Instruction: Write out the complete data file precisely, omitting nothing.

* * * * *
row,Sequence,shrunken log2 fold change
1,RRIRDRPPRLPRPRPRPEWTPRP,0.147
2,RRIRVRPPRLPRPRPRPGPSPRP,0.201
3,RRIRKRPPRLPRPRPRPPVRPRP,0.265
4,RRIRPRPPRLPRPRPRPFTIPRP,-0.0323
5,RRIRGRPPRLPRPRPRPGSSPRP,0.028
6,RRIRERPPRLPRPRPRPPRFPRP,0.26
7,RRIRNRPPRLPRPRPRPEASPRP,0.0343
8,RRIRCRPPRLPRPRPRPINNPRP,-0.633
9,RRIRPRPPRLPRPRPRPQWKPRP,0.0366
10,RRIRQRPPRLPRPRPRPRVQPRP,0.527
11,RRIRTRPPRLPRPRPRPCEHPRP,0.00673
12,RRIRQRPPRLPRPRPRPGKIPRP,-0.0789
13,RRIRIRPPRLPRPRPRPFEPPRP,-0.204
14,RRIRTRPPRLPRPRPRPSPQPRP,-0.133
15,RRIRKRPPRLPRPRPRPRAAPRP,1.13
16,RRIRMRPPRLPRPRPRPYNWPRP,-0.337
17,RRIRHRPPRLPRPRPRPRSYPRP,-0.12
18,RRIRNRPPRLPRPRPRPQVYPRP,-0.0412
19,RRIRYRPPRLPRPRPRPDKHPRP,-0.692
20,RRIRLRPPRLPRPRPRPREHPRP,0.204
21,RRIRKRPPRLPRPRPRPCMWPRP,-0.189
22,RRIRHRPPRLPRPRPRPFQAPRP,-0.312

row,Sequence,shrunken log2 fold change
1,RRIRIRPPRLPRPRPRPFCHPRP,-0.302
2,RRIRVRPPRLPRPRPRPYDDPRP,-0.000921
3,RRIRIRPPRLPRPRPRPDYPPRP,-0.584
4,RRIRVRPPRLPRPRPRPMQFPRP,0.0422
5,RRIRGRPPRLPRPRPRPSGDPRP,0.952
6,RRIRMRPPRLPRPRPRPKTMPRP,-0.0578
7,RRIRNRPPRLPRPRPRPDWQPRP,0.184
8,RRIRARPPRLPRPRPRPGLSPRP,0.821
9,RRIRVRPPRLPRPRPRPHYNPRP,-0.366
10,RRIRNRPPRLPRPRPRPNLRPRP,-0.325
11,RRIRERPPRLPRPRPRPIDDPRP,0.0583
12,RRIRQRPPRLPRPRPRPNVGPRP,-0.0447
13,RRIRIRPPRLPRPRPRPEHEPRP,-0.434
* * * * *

row,Sequence,shrunken log2 fold change
1,RRIRDRPPRLPRPRPRPEWTPRP,0.147
2,RRIRVRPPRLPRPRPRPGPSPRP,0.201
3,RRIRKRPPRLPRPRPRPPVRPRP,0.265
4,RRIRPRPPRLPRPRPRPFTIPRP,-0.0323
5,RRIRGRPPRLPRPRPRPGSSPRP,0.028
6,RRIRERPPRLPRPRPRPPRFPRP,0.26
7,RRIRNRPPRLPRPRPRPEASPRP,0.0343
8,RRIRCRPPRLPRPRPRPINNPRP,-0.633
9,RRIRPRPPRLPRPRPRPQWKPRP,0.0366
10,RRIRQRPPRLPRPRPRPRVQPRP,0.527
11,RRIRTRPPRLPRPRPRPCEHPRP,0.00673
12,RRIRQRPPRLPRPRPRPGKIPRP,-0.0789
13,RRIRIRPPRLPRPRPRPFEPPRP,-0.204
14,RRIRTRPPRLPRPRPRPSPQPRP,-0.133
15,RRIRKRPPRLPRPRPRPRAAPRP,1.13
16,RRIRMRPPRLPRPRPRPYNWPRP,-0.337
17,RRIRHRPPRLPRPRPRPRSYPRP,-0.12
18,RRIRNRPPRLPRPRPRPQVYPRP,-0.0412
19,RRIRYRPPRLPRPRPRPDKHPRP,-0.692
20,RRIRLRPPRLPRPRPRPREHPRP,0.204
21,RRIRKRPPRLPRPRPRPCMWPRP,-0.189
22,RRIRHRPPRLPRPRPRPFQAPRP,-0.312

row,Sequence,shrunken log2 fold change
1,RRIRIRPPRLPRPRPRPFCHPRP,-0.302
2,RRIRVRPPRLPRPRPRPYDDPRP,-0.000921
3,RRIRIRPPRLPRPRPRPDYPPRP,-0.584
4,RRIRVRPPRLPRPRPRPMQFPRP,0.0422
5,RRIRGRPPRLPRPRPRPSGDPRP,0.952
6,RRIRMRPPRLPRPRPRPKTMPRP,-0.0578
7,RRIRNRPPRLPRPRPRPDWQPRP,0.184
8,RRIRARPPRLPRPRPRPGLSPRP,0.821
9,RRIRVRPPRLPRPRPRPHYNPRP,-0.366
10,RRIRNRPPRLPRPRPRPNLRPRP,-0.325
11,RRIRERPPRLPRPRPRPIDDPRP,0.0583
12,RRIRQRPPRLPRPRPRPNVGPRP,-0.0447
13,RRIRIRPPRLPRPRPRPEHEPRP,-0.434